The British Hospitality Association (BHA) has called for hospitality courses to be given greater prominence by educators, at the time when many students have just received their A-level results.
New employment figures published yesterday underlined how hospitality and tourism created 13 new jobs per hour of every day last year, and according to the ONS, this equates to 120,000 new jobs in the sector.
Yet despite these figures, a stigma remains around vocational courses and the BHA is now calling for this to be changed. It is asking for a meeting with education chiefs to look at a more formalised structure so that industry leaders can work more closely with education establishments.
The proposal is asking for teachers and educators to receive more training on vocational career paths, and in particular on hospitality careers. The BHA is offering to work with educators to help provide this teacher training.
Ufi Ibrahim, CEO of the British Hospitality Association said: “As a successful industry with even greater growth prospects, we are facing labour shortages. Our industry could be making an even greater contribution to driving youth employment if the education system stopped hoarding young people in academia.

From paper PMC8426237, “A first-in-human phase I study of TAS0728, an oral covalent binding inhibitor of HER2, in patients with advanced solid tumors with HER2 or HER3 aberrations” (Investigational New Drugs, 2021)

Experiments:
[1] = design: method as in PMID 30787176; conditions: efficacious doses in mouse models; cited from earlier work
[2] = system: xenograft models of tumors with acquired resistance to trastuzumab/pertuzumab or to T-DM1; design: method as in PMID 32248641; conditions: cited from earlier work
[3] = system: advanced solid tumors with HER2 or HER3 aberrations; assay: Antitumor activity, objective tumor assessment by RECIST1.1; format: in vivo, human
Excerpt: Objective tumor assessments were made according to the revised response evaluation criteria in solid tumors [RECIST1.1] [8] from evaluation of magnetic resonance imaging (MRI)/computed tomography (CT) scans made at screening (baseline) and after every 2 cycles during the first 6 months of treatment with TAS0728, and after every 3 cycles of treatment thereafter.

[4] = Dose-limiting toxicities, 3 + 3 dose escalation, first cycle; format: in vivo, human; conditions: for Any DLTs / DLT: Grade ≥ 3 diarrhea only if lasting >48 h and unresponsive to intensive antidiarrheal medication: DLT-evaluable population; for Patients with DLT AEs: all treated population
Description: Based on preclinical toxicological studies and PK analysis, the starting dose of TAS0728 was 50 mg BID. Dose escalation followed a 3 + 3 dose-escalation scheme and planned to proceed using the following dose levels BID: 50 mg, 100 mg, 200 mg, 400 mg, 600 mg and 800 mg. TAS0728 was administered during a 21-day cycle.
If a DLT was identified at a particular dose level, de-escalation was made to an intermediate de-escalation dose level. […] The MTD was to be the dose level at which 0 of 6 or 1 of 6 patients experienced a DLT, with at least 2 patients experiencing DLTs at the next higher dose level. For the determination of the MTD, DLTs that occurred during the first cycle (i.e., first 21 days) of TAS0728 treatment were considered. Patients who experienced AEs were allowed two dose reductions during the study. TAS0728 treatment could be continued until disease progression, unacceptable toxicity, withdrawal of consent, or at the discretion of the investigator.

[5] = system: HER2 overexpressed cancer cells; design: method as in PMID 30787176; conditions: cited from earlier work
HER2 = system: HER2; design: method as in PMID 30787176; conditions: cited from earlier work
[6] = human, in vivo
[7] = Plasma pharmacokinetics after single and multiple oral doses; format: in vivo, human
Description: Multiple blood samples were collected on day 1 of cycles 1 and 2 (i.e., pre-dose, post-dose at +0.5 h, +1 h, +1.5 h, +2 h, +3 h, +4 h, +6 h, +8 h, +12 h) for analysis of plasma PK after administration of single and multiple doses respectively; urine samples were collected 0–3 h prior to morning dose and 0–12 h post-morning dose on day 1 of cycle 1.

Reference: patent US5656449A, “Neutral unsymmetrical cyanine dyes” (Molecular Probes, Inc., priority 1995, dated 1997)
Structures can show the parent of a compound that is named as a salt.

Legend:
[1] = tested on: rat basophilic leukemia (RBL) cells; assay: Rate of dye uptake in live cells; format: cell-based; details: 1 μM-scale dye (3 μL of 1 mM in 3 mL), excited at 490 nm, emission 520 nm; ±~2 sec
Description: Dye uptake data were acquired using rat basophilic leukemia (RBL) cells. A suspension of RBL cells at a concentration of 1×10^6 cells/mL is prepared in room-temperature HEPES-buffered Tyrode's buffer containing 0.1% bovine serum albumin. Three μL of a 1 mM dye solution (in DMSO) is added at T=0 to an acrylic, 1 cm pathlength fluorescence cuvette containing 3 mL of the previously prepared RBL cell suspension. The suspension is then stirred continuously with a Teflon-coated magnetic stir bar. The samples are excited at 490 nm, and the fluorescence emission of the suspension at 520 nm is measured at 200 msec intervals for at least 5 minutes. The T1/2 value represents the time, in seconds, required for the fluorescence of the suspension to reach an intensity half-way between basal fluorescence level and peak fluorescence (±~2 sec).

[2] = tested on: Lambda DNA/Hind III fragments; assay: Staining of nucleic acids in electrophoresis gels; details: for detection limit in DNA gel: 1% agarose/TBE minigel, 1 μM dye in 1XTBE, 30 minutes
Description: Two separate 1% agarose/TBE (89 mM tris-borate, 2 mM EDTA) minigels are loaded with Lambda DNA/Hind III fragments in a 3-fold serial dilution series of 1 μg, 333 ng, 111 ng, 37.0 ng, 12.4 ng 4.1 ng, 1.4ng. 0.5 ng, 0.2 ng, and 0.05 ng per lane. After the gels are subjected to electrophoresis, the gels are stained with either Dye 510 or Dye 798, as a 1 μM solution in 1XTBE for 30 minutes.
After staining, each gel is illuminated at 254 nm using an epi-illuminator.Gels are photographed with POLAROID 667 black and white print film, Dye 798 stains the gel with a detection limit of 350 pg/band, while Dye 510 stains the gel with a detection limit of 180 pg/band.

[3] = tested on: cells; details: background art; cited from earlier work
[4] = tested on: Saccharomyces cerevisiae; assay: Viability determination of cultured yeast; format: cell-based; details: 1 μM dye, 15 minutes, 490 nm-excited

“There is still a snobbish snubbing of vocational opportunities, which enable young people to choose on-the-job training over purely academic courses. We are asking government to help us turn this around by involving more businesses in the classroom. Many young people are currently being trained in academia for the wrong types of jobs so we need to find a better way to showcase the real job opportunities available. For example, hospitality careers are ideally suited to helping 16-24 onto the first rung of their career ladders – the breadth of job roles available in hospitality and on-the-job training means that bright and focused young people can succeed very quickly.”